It's snowing in La Paz. The Bolivians tell us that this is a sign that winter is almost over, but we're freezing cold as we enter the Ministry for the Judicial Defence of Recovered Subdivisions of the State, a new body which seeks to protect Bolivia from western firms such as Shell and ETI, which are demanding compensation at the World Bank. The Minister, Hector Arce, explains how the negotiations with foreign enterprises are going. With Shell the answer is reasonably well, but in the case of ETI this is decidedly not the case. He expresses regret that the corporation is not open to dialogue and has instead chosen to begin legal proceedings. Bolivia does not want to give the impression that it is hostile to foreign forms or investments. He welcomes all investment in his country, he says, but the price of this must be just and it must benefit the Bolivian people, especially the poor. .
Bolivia is preparing for tomorrow's referendum. We receive a note from our hotel telling us that the government has decreed that no alcohol can be sold during the 48 hours leading up to it. Tomorrow only cars with special permits will be allowed on the roads. The Bolivians find all of this extremely exciting and so do we. All opinion polls point to a Morales victory, but polls are often wrong, so we won't really know until tomorrow evening.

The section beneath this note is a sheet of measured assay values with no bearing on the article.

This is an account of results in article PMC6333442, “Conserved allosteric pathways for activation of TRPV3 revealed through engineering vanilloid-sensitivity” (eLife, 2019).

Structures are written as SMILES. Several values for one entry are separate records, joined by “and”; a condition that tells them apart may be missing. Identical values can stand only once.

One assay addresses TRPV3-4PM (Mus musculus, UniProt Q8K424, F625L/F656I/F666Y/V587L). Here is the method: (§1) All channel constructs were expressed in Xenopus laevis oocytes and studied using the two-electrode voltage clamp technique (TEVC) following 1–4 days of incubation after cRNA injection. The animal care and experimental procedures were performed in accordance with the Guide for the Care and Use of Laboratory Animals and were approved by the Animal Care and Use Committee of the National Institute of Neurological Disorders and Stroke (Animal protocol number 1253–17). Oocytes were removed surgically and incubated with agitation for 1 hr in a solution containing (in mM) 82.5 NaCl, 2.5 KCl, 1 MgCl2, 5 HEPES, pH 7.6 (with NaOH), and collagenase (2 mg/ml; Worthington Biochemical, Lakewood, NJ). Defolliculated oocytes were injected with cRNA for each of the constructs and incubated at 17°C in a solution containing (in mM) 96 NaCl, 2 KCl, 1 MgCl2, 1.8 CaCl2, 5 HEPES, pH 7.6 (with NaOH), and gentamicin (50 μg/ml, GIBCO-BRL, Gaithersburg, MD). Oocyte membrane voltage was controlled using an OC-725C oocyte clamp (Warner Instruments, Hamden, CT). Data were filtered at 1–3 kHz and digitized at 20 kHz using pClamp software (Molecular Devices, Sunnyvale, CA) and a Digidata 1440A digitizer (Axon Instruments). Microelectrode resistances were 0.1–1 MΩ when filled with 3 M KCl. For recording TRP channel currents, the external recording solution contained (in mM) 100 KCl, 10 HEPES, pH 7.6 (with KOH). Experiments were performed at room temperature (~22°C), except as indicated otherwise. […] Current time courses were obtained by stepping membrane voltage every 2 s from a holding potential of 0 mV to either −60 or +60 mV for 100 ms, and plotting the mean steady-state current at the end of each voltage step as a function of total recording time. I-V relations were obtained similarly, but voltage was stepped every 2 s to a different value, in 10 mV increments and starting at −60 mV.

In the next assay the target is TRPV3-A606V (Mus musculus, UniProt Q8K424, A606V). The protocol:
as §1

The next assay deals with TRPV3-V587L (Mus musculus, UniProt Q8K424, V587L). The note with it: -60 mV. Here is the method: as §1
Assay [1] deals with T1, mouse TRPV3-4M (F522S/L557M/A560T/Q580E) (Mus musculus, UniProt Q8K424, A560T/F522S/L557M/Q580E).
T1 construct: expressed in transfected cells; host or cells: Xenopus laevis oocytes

Having already had our official observers' cards from our own embassy, we receive a lengthy letter from the National Electoral Court. The Bolivians will have to answer two questions. "Should the president and vice-president remain in office?" and "Should the regional prefects remain in office?" Now, if we had the chance to send the government packing in the Netherlands through a referendum, the opposition, or certainly the SP, would be overjoyed. In Bolivia, however, it's the government that wanted the referendum, while the opposition was against. This reflects the expectation that Morales would win and also that a number of opposition prefects would be cleared out, though certainly not in Santa Cruz. The somewhat remarkable referendum law says that more than 54% of the people must vote against Morales before he has to stand down, this being the percentage that voted for him at the election. But if a prefect doesn't score 50%, Morales gets to replace him.